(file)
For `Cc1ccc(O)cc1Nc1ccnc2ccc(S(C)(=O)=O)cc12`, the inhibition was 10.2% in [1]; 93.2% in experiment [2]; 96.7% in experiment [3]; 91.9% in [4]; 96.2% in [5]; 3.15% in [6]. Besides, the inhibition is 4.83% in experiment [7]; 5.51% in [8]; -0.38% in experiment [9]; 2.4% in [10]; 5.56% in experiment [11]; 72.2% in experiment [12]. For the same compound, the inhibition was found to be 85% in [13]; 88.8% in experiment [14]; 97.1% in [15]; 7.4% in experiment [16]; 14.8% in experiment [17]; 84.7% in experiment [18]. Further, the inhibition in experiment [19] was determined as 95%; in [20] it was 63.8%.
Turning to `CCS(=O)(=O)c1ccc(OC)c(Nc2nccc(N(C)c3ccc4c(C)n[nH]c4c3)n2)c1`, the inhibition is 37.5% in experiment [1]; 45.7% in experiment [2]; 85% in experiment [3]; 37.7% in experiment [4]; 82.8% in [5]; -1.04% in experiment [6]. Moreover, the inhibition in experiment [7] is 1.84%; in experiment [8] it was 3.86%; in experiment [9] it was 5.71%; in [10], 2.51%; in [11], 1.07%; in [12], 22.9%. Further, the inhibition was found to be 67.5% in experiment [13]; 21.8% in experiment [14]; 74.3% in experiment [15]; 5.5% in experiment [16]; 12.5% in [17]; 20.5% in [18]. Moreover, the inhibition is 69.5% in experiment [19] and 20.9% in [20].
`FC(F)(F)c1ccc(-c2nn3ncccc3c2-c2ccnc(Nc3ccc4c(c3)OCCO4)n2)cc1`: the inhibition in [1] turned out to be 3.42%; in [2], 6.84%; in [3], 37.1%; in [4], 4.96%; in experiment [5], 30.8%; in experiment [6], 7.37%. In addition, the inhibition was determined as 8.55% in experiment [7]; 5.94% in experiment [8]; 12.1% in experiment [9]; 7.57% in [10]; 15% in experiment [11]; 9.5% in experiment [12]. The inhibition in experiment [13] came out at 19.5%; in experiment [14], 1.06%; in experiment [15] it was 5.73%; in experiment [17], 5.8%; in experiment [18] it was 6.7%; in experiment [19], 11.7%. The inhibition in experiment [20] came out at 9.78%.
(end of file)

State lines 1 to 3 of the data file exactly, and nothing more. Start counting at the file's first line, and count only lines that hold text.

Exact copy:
For `Cc1ccc(O)cc1Nc1ccnc2ccc(S(C)(=O)=O)cc12`, the inhibition was 10.2% in [1]; 93.2% in experiment [2]; 96.7% in experiment [3]; 91.9% in [4]; 96.2% in [5]; 3.15% in [6]. Besides, the inhibition is 4.83% in experiment [7]; 5.51% in [8]; -0.38% in experiment [9]; 2.4% in [10]; 5.56% in experiment [11]; 72.2% in experiment [12]. For the same compound, the inhibition was found to be 85% in [13]; 88.8% in experiment [14]; 97.1% in [15]; 7.4% in experiment [16]; 14.8% in experiment [17]; 84.7% in experiment [18]. Further, the inhibition in experiment [19] was determined as 95%; in [20] it was 63.8%.
Turning to `CCS(=O)(=O)c1ccc(OC)c(Nc2nccc(N(C)c3ccc4c(C)n[nH]c4c3)n2)c1`, the inhibition is 37.5% in experiment [1]; 45.7% in experiment [2]; 85% in experiment [3]; 37.7% in experiment [4]; 82.8% in [5]; -1.04% in experiment [6]. Moreover, the inhibition in experiment [7] is 1.84%; in experiment [8] it was 3.86%; in experiment [9] it was 5.71%; in [10], 2.51%; in [11], 1.07%; in [12], 22.9%. Further, the inhibition was found to be 67.5% in experiment [13]; 21.8% in experiment [14]; 74.3% in experiment [15]; 5.5% in experiment [16]; 12.5% in [17]; 20.5% in [18]. Moreover, the inhibition is 69.5% in experiment [19] and 20.9% in [20].
`FC(F)(F)c1ccc(-c2nn3ncccc3c2-c2ccnc(Nc3ccc4c(c3)OCCO4)n2)cc1`: the inhibition in [1] turned out to be 3.42%; in [2], 6.84%; in [3], 37.1%; in [4], 4.96%; in experiment [5], 30.8%; in experiment [6], 7.37%. In addition, the inhibition was determined as 8.55% in experiment [7]; 5.94% in experiment [8]; 12.1% in experiment [9]; 7.57% in [10]; 15% in experiment [11]; 9.5% in experiment [12]. The inhibition in experiment [13] came out at 19.5%; in experiment [14], 1.06%; in experiment [15] it was 5.73%; in experiment [17], 5.8%; in experiment [18] it was 6.7%; in experiment [19], 11.7%. The inhibition in experiment [20] came out at 9.78%.